Thursday, February 14, 2013

Serious Cheese

I have been hand milking cows for over three years now. I make a soft creamy feta that is as good as any I can buy. I've made brie that is better than any I have ever bought. I've also thrown away some soft cheese, but really, only the successes matter, right? But if you want be to be a real cheese head, not one of those people that just mess around with soft cheese and yoghurt, if you want to do some hard cheese, you need a cheese press

I have a very clever mate who works in steel who has helped me out with a few things round the farm over the years. Miiiitch ( you have to say his name like a hotted up hatch accelerating hard, then changing gears ) and I worked up a design ages ago, with two different size barrels, a 20kg spring and a draining board, it was to the deluxe of home cheese presses. Miiiitch had worked out all the little problems and with Dolores giving a good 7L+ every day I was keen to give it a try.

In some ways the making of hard cheese is easier than soft cheese. You can be a bit more vigorous with it as a smaller curd size is desirable. However there is all the turning, wiping and waiting. Oh yes the waiting. Even the smallest wait is two to three months.

The first cheese I tried is one I'm hoping will be our staple hard cheese. Similar to a supermarket cheese it will be only aged a few months and be good for toasted sandwiches, grated cheese and snacks for The Boy. We go through a bit of cheddar, or what the supermarkets call cheddar at Lantanaland so it will be a good thing to supply our own. The next cheese is one that I use bucket loads of. Parmesan. We eat a risotto once a week here and I'm always using it. So laying down a few kilos of that seems like a smart thing to do. Tomorrow I am going to try a firm blue that is aged for just a month. I love blue cheese and a month is an acceptable time to wait to see how badly I stuffed up or lucked out. That's the beautiful thing about cheese, even a rank amateur like me can sometimes pull out a magic cheese.

You can't have a good cheese without a cool fromage label and I thought to honor Miiitch I'd design a label around him. Miiiitch loves the summer dance festivals so he can get his shirt off, sunnies on and show off his wicked abs. So I decided to name all Lantanaland's hard cheeses the Shirts Off Cheese, with the label to match. Hope you like it mate.

Sunday, February 3, 2013

Sleeping grass

Lantanaland has woken up. After months of baking heat that dried off grass that was already too short, last weekend we got rain, in flood proportions. We always get flooded in here, the bridge down the hill, despite being 6M above the little stream that is normally the Albert River usually goes under once a year. This year it really went under, the river went up 10M, transformed into this brown wide beast. I'm never that worried, as long as we don't lose power I always have milk and bread (I buy flour in 20kg bags) and there is usually eggs and something in the freezer. It'd have to be a good couple of weeks before we went hungry.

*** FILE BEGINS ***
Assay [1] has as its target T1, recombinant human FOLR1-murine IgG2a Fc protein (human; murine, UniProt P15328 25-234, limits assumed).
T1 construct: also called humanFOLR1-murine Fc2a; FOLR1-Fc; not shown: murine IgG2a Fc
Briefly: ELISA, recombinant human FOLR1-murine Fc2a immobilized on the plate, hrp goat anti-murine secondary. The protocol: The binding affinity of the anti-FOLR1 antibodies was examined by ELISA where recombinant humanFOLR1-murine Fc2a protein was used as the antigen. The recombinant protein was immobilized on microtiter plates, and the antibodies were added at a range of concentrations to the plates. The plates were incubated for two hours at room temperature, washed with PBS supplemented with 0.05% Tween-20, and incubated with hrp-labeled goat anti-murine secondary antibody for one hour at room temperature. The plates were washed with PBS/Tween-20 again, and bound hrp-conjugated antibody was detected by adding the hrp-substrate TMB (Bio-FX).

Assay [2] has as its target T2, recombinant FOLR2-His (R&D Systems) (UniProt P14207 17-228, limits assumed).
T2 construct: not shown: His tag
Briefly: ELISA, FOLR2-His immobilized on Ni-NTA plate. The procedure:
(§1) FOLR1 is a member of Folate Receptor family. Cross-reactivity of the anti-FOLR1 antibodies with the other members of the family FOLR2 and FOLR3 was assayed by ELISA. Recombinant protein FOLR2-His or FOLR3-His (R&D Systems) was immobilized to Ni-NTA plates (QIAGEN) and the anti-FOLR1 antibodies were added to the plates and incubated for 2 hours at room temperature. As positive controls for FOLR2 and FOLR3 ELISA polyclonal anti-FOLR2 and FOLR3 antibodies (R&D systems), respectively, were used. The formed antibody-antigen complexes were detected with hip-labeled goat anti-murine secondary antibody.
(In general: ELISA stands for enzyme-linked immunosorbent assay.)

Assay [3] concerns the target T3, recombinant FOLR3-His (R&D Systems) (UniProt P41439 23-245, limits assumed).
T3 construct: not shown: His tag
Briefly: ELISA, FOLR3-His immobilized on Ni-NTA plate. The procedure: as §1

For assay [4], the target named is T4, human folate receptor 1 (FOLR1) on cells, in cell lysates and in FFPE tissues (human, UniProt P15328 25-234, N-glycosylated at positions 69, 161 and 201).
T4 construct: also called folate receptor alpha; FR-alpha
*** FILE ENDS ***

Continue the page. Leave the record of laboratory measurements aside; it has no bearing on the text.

The rain was like a match thrown by a bogan on a car doused in petrol. It has come roaring out of the ground. The small paddock above the house is fenced because its too much of a slope to get the ride on mower in there, so the cows get to do the work. It is higher than belly high on Dolores already and the difference is startling. 9L in a late milking this morning and the cream content has shot up. She is even happier than I am to see the green grass.

The big wet and wind did do some damage and make me consider some things. The bales were slapped together when I first got the cows and have had a selection of tarp covers over the years. The latest one had a bamboo frame and had been doing a sterling job until the wind shattered the bamboo and tore the tarp to shreds. The bales are also in a bit of hollow that gets very boggy with a big bit of rain. Rather than just fix them up, it might be time to build a proper milking shed, with yards that has a through line so I can milk more than one cow if I need to. A lot of my farm design happens this way, slowly learning the lessons from the mistakes I've made then refining my design. Adding in skills like welding also make a difference to your thinking, because you can work in different materials and design different bits.

So at the moment I have no cows on the main block. Laf and her calf are trapped in the neighbours yard, ready for a small bit of attitude adjustment for the calf and a Contiki Cruise for Laf. (A short journey, followed by sex with a stranger). It's good to let that's grass get a bit of recovery. Dolores will shuffle between the three small paddocks I have round the house. The fruit trees are thriving. Nothing has broken into my veg patch and destroyed it, this week anyway. All in all, it's just so damn uplifting to see a bit of green around the place.